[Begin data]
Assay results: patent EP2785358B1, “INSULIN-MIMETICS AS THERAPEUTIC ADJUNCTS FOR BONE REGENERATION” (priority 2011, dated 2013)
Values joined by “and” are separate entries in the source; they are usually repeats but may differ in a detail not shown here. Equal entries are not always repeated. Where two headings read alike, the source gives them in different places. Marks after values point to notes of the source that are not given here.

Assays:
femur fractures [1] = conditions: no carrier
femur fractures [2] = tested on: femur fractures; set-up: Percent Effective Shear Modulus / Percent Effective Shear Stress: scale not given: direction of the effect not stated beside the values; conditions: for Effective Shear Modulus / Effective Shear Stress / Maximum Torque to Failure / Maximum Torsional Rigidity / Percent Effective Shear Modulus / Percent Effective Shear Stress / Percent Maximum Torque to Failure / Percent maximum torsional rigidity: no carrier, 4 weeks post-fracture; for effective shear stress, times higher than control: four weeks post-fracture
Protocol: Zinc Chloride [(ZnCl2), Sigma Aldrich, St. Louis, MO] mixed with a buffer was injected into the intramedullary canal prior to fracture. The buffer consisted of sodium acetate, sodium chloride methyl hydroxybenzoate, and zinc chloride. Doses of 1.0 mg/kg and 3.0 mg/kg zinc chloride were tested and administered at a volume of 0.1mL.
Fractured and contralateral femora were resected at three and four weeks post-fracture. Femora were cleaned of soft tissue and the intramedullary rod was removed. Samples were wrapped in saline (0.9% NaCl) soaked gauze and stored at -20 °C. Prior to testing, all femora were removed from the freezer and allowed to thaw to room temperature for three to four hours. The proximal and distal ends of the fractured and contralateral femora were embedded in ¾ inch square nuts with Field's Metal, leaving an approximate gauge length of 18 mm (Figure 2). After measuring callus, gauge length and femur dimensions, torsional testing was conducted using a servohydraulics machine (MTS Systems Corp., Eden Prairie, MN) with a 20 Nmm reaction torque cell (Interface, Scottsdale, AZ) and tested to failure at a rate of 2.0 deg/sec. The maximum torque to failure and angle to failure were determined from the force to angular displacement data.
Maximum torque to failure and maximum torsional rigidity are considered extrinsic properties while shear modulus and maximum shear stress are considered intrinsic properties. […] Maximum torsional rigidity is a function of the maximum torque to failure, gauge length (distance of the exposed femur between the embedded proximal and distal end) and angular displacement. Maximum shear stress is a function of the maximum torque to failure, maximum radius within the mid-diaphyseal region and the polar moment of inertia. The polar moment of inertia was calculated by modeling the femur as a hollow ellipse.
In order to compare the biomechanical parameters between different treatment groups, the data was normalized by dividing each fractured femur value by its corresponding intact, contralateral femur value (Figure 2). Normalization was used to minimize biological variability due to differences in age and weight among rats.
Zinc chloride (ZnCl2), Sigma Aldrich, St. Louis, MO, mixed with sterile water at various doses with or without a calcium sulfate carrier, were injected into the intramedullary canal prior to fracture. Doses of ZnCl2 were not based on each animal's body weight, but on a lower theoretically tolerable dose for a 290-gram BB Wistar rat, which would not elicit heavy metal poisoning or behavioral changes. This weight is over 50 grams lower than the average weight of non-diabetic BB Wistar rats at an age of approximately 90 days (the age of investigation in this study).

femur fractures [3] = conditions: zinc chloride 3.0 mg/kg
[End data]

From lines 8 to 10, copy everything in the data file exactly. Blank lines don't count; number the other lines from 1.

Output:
Maximum torque to failure and maximum torsional rigidity are considered extrinsic properties while shear modulus and maximum shear stress are considered intrinsic properties. […] Maximum torsional rigidity is a function of the maximum torque to failure, gauge length (distance of the exposed femur between the embedded proximal and distal end) and angular displacement. Maximum shear stress is a function of the maximum torque to failure, maximum radius within the mid-diaphyseal region and the polar moment of inertia. The polar moment of inertia was calculated by modeling the femur as a hollow ellipse.
In order to compare the biomechanical parameters between different treatment groups, the data was normalized by dividing each fractured femur value by its corresponding intact, contralateral femur value (Figure 2). Normalization was used to minimize biological variability due to differences in age and weight among rats.
Zinc chloride (ZnCl2), Sigma Aldrich, St. Louis, MO, mixed with sterile water at various doses with or without a calcium sulfate carrier, were injected into the intramedullary canal prior to fracture. Doses of ZnCl2 were not based on each animal's body weight, but on a lower theoretically tolerable dose for a 290-gram BB Wistar rat, which would not elicit heavy metal poisoning or behavioral changes. This weight is over 50 grams lower than the average weight of non-diabetic BB Wistar rats at an age of approximately 90 days (the age of investigation in this study).